We chatted long and hard amongst ourselves about this 100th post on this blog. As a landmark post of sorts, there was considerable debate about the following:
1. Who should write it?
The Slo-Man is the eldest blogger so he should, said one school of thought.
The LastWord is on a roll and has many stories he’s been promising to tell, so maybe he should be the one to recount his account of his international business trip without any ID.
The PeevedPunjabi has been sick recently and letting him write something would have seen a diatribe of epic proportions so he was an early loser in this discussion.
LeggieLefty has been following with avid interest the shenanigans in the cricket world. Earth shattering events have seen him sitting there with his tongue hanging out, drooling at the prospects.
Ultimately, the responsibility for this momentous post fell upon the Slo-Man in deference to his senior blogger status.
What should this post contain? Politics? The weird news from Yahoo? Justin Bieber? Diplomatic posturing between India and the US? The Sochi Olympics? Mayor Rob Ford? The discussion was much shorter this time. The choice was unanimous.
This post is about Okra.
The Slo-Man realizes that this may be met with scorn. The humble green vegetable is much despised for it’s tendency to become slimy. However, as much as some people dislike it, the Slo-Man is famously fond of Abelmoschus Esculentus, okra, bhindi, ladies fingers, dherosh. His extended family is well aware of this and he is assured of at least one meal, either on the first day or the last day of his visit, that includes okra as the main course. For that piece of love and affection the Slo-Man gives thanks and hopes that this post serves to re-inforce the message. Give him okra at least once per visit and he will remember you always.
A little-known episode
The Slo-Man knows of a young Bengali bride, newly arrived in the home of her Punjabi husband’s family who was entrusted with the task of organizing lunch while the rest of the family went shopping. The pretty young thing was left to her own devices and a bag of okra to be cooked. She cut the okra into thin slices and then proceeded to wash the cut okra as she had seen other vegetables being so treated. When she put the okra in the pan to fry it, she was left with a sticky, coagulated mass.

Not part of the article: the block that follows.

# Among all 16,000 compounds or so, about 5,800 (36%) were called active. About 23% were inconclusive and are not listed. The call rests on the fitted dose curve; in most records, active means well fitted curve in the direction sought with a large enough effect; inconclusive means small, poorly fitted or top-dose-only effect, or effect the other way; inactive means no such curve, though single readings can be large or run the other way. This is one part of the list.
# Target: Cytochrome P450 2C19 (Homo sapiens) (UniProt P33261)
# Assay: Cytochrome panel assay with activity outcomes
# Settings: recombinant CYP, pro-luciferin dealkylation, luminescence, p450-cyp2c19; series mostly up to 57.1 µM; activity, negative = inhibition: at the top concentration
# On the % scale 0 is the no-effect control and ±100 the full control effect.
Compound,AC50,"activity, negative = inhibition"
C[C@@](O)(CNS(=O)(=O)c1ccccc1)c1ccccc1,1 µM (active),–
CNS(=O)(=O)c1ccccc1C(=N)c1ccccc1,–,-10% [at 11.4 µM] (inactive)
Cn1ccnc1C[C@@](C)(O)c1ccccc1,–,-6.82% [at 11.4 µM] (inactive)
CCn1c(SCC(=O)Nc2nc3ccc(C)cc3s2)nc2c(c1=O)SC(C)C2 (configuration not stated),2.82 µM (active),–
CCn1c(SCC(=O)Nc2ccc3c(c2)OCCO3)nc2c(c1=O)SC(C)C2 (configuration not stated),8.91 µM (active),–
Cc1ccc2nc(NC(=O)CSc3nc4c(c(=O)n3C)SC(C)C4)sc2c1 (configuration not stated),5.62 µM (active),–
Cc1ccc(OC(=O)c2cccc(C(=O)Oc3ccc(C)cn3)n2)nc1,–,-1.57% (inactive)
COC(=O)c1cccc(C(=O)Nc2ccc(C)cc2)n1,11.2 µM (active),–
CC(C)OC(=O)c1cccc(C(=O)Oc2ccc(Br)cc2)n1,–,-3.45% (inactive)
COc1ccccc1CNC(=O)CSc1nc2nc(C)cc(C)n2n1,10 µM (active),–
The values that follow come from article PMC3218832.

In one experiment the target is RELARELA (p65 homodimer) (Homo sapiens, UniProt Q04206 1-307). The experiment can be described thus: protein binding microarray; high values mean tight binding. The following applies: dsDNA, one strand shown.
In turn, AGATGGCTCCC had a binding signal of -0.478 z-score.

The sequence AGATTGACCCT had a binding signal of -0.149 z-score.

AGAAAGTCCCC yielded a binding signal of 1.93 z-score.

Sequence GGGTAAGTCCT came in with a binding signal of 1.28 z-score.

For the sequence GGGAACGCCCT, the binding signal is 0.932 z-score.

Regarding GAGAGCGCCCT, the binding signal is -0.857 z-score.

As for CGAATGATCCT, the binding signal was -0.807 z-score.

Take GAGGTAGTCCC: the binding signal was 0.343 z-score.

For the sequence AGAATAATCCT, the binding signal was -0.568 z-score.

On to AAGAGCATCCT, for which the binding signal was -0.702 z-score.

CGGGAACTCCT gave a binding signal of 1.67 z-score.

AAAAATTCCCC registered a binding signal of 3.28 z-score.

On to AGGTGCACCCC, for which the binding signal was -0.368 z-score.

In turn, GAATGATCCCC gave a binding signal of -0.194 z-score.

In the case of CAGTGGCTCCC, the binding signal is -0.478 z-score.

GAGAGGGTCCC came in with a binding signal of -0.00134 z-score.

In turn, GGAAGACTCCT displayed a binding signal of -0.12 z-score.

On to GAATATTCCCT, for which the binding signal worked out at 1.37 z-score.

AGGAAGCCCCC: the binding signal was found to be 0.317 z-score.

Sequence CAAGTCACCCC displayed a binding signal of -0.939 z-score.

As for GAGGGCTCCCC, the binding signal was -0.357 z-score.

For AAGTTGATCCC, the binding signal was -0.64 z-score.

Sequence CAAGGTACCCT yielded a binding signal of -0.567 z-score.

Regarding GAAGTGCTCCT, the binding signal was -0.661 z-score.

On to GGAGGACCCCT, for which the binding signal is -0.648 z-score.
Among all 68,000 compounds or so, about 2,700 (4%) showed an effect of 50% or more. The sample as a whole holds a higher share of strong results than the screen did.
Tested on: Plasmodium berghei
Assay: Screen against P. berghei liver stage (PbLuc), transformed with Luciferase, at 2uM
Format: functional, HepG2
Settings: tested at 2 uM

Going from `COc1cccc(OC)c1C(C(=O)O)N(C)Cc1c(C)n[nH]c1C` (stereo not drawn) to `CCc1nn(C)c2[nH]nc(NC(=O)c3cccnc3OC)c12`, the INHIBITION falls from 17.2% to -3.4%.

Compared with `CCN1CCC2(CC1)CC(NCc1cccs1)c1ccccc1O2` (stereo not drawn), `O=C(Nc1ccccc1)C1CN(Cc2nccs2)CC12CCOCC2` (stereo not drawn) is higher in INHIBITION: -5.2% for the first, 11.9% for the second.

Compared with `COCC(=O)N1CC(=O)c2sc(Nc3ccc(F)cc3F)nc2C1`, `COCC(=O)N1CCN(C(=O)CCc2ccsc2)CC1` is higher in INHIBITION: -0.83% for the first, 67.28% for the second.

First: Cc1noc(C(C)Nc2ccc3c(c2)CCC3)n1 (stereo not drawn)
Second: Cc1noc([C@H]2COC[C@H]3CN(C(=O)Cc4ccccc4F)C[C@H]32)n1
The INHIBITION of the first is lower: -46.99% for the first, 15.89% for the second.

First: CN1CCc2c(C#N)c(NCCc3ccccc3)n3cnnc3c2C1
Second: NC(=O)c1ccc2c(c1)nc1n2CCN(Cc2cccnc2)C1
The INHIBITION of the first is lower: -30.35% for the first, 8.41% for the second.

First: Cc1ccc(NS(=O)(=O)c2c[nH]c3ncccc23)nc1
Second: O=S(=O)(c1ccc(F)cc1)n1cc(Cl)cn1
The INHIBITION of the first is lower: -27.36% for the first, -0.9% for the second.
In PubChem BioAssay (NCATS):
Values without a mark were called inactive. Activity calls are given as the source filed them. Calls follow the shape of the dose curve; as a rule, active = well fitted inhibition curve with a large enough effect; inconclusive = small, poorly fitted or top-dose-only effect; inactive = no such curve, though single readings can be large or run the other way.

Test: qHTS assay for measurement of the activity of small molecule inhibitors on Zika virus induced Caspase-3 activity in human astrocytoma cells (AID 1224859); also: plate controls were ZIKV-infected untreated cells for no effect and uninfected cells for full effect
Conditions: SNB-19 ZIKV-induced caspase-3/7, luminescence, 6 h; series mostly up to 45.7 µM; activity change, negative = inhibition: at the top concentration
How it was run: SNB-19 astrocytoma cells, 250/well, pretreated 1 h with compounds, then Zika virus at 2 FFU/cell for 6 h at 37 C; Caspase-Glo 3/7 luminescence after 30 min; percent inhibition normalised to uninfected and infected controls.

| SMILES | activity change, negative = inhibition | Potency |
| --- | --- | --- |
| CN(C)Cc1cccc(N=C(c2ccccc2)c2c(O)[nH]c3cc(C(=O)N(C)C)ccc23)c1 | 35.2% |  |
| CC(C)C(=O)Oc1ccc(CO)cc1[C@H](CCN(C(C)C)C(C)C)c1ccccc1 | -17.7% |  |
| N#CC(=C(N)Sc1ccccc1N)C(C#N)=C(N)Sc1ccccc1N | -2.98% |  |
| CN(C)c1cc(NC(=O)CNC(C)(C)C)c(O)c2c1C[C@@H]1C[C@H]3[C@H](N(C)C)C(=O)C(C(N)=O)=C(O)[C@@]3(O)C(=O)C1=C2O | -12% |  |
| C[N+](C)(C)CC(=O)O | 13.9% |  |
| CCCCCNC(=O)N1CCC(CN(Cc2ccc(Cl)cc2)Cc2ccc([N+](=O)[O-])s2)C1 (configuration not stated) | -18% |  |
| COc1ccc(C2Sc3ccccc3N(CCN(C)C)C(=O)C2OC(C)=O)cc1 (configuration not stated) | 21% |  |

Panic stricken, she called her mother. Her mother explained that in the case of bhindi you wash and dry before cutting. In short order the mother arranged for one of her servants to buy fresh bhindi and send it over to the newly-wed and inexperienced chef.
The returning family never got to know about the narrowly averted culinary catastrophe. The Slo-Man knows this to be a true story for he knows the bride involved very well and she related the story to him personally.
Bhindi, okra, ladies fingers or whatever you choose to call it can be cooked many ways. In gumbo, the gumbo is the okra. You can eat it fried on it’s own, either cut into slim rings or whole, with or without onions and spices. You can slit whole okra and stuff it with a spicy mixture of your choice, such as shredded onions and masala from Indian pickles. You can fry it crisp. You can fry it crisp with spices and add it to yogurt. You can even bread it and deep fry it.
Anyway you eat it, okra is delicious and it is good for you. The Slo-Man points you to Wikipedia – “Okra is a popular health food due to its high fiber, vitamin C, and folate content. Okra is also known for being high in antioxidants. Okra is also a good source of calcium and potassium.
Finally, at the insistence of The LastWord, here is a very simple recipe for Bhindi masala.
- Okra, bhindi or whatever you call it,
- Chilli powder,
- Cumin powder,
- Coriander powder,
- Garam masala and
- oil for frying.
The Slo-Man feels that readers must be responsible for their own taste buds and therefore carefully refrains from providing any measurements.
(The LastWord applauds uproariously, The PeevedPunjabi says “balle balle” and LeggieLefty nods absently as he reads the cricket scores from somewhere in the world).
- Wash and dry the okra first. If using frozen okra DO NOT wash!
- Cut into slim rings.
- Chop onions.
- Heat oil and add onions, saute for a couple of minutes and add okra. Fry for a bit then add all the spices and turn the heat down real low. Stir once or twice in the next twenty minutes, very gently.
- Serve with rotis, parathas, naans etc.
- As you eat, remember, the last 4 digits of the Slo-Man’s cell phone number spell OKRA.
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I love okra 🙂
Any way you cook it, okra wins!
I have only ever liked a lot (‘love’ is a strong word for okra) prepared at my favorite Indian restaurant…otherwise – NO! NO! NO!
YES, YES, YES! You should try the recipe… It’s probably very similar to the way they cook it in the restaurant.
Send me a chef 🙂
no serial killers, please.
Well you’ll have to wait for the Slo-Man to visit. Or just get take out !
I can get take out whilst I wait… win/win!
I’ve seen many people going Okra-crazy like you….and I’m still wondering why? Or rather, ewwwwww!
PS: I love cooking and as I belong to a small city in Gujarat, India, I’ve never seen FROZEN okra :O I guess I will just freeze couple of okras in the fridge and check them out 😉 😀
Why would you want to freeze it when you get it fresh? Just spoke with the Slo-Man about your “ewwww” comment and he shrugged it off with “Yeah, whatever..”.
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Lotsa fun, Slo Man! I didn’t realize the import of the 100th post until i clicked here. I fully applaud your choice!
Yes, okra and I go back a long way…. 🙂 Thanks for coming by.